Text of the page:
As fans and analysts around New England continue to look back at the free-agent frenzy that was, we just keep learning more about the market for former Celtic Leon Powe, who is now bound to take the court as a Cleveland Cavalier this upcoming season.
This weekend, we learned that the Celtics weren't so far removed from those negotiations after all.
A lot of the Celtics' main rivals were after Powe this summer, and that's part of why the Celtics were too. The Cavs wanted him, and the Lakers did too — especially if things hadn't worked out with Lamar Odom. Later on, a couple of fringe top-tier NBA teams — Portland, Miami and Dallas — jumped in too.
When Powe ultimately ended up in Cleveland, everyone back East just assumed it was because he got a juicier contract offer there. Maybe that's not the case.
The Boston Herald's Mark Murphy reported Friday that Celtics exec Danny Ainge "raised the possibility of signing Powe to a veteran’s minimum two-year contract with a team option in the second year — the very deal Powe just signed with Cleveland — but that the forward rejected the idea."
"Though we didn’t extend him the qualifying offer, we did talk to him about coming back," Ainge said. "I told Leon from the beginning that what happened is what I thought would happen — that he’d get a two-year contract with a team option."
It makes sense. Powe might have wanted a one-year deal — it would have meant he got one season to prove himself before jumping into that 2010 free-agent frenzy for more recognition and more money. Shrewd business move. But no NBA team was willing to offer Powe a one-year deal, because the status of his knee is still a huge question mark. Everyone loves Powe's heart and his dedication, but paying a guy for a year when he's hurt for half of it is just bad business. Every team that wanted Powe wanted more commitment from a healthy Powe. That means he stays through 2011, and every team agreed on that.
It wasn't about money, either. Clearly. In Cleveland, Powe has a two-year, $1.77 million deal — his yearly salary of $855,189 is the NBA's minimum for players with three years of service.
So Powe didn't leave Boston for the years, and he didn't do it for the money. He must have left because he'd be happier in Cleveland. And that's a sad notion that leaves a lot of people in Boston scratching their heads. What could have gone wrong? How could he leave?
Maybe it's too late to analyze the Powe situation now. He's not coming back, and that's that. But if you must know, I think it might have had something to do with loyalty.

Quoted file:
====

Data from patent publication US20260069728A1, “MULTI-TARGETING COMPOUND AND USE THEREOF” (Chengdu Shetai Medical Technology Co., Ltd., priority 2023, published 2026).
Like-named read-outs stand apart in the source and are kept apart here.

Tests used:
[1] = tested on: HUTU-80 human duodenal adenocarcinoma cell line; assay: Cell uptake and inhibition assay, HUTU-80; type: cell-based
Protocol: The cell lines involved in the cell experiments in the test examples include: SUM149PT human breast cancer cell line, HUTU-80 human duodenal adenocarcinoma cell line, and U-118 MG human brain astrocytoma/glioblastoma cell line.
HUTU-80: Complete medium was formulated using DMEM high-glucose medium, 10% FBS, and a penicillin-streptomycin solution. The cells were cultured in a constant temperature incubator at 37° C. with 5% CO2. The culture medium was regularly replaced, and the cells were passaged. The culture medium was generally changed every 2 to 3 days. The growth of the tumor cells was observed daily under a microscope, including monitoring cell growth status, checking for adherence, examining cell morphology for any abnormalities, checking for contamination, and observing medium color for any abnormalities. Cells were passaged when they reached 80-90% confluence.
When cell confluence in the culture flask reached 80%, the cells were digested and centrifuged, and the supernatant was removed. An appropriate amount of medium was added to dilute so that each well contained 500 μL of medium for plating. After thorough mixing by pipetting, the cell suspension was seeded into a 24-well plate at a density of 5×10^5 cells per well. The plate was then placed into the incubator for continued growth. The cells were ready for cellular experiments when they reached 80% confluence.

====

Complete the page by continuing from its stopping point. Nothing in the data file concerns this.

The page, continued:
The Celtics weren't showing it. If the Celtics had wanted to keep Powe from the beginning, they should have made that clear much earlier.
When he first hit restricted free agency, the C's didn't make Powe a qualifying offer. And that's fine. From a business standpoint, that was the right move. But that's a complicated message to send to a member of the C's family, and the Celtics should have been honest from the start about their reasoning.
They should have sat down with Powe on July 1 and explained exactly how they felt.
"Look, Leon. We like you. We like you a lot, but we're strapped for cash, and we only want to pay for healthy, able bodies. We want you back, but only if you can promise us lots of healthy minutes — not just now, but next season, too. We really hope you can do that for us, because we'd absolutely love to have you back."
How hard would that have been?
NBA free agency is always a zoo. Players are constantly coming and going — going for more money, going for more fame, going for more minutes. But in Powe's case, he might have just been going for more love and respect. And the Celtics had plenty of love and respect for Leon Powe — it's a shame they couldn't show it when it mattered most.
Powe has always claimed to love Boston. He loves the city, he loves the fans, he loves his old teammates. Bringing him back would have been best for everyone involved. It's a shame this didn't work out.
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